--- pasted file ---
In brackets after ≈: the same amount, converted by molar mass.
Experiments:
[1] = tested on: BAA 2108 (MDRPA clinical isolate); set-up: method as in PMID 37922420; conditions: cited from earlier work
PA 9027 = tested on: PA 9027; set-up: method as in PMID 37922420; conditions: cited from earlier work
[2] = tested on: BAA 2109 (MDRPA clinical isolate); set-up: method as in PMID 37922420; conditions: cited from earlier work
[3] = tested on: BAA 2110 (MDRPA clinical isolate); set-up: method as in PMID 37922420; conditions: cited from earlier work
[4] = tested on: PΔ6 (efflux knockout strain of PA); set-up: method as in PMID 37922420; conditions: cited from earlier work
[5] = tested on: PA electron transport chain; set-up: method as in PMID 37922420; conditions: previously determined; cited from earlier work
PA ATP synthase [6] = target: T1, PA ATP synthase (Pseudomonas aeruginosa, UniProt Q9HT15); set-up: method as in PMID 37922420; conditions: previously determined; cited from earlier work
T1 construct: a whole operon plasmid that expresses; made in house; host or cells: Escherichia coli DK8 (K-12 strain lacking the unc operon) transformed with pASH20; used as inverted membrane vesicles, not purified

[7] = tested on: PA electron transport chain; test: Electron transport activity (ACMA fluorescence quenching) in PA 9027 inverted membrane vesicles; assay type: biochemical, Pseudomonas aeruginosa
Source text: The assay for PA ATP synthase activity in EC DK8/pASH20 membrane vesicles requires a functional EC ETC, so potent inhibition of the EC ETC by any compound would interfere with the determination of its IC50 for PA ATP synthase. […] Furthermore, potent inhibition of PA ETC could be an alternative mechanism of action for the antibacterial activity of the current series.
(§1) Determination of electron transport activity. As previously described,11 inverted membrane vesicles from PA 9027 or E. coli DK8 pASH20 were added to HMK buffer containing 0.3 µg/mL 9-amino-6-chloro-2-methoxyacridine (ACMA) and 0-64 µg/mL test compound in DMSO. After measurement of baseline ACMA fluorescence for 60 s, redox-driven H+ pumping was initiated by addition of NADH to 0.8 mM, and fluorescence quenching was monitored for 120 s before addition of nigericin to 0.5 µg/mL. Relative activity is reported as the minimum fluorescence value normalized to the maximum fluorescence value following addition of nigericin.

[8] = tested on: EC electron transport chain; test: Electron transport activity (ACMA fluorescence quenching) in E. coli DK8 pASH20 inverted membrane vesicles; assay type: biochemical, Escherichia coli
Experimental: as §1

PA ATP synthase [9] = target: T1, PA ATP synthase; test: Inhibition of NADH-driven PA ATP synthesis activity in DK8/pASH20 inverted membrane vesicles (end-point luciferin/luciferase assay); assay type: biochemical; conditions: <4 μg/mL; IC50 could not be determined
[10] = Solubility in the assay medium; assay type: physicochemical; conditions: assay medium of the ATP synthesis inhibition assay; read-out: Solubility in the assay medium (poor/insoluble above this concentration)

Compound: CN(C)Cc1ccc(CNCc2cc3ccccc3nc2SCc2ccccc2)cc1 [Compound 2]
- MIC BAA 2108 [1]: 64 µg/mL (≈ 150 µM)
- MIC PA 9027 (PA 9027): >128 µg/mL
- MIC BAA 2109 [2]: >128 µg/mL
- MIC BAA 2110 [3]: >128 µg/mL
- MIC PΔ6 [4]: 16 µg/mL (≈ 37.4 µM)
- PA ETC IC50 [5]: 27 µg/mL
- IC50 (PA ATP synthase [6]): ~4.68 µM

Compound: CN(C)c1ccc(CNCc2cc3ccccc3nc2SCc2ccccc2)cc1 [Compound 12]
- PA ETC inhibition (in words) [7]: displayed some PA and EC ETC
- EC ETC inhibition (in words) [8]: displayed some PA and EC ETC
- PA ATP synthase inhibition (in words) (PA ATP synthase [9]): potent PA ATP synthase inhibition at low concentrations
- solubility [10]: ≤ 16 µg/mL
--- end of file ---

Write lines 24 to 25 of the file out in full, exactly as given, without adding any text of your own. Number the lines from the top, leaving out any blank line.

- PA ETC IC50 [5]: 27 µg/mL
- IC50 (PA ATP synthase [6]): ~4.68 µM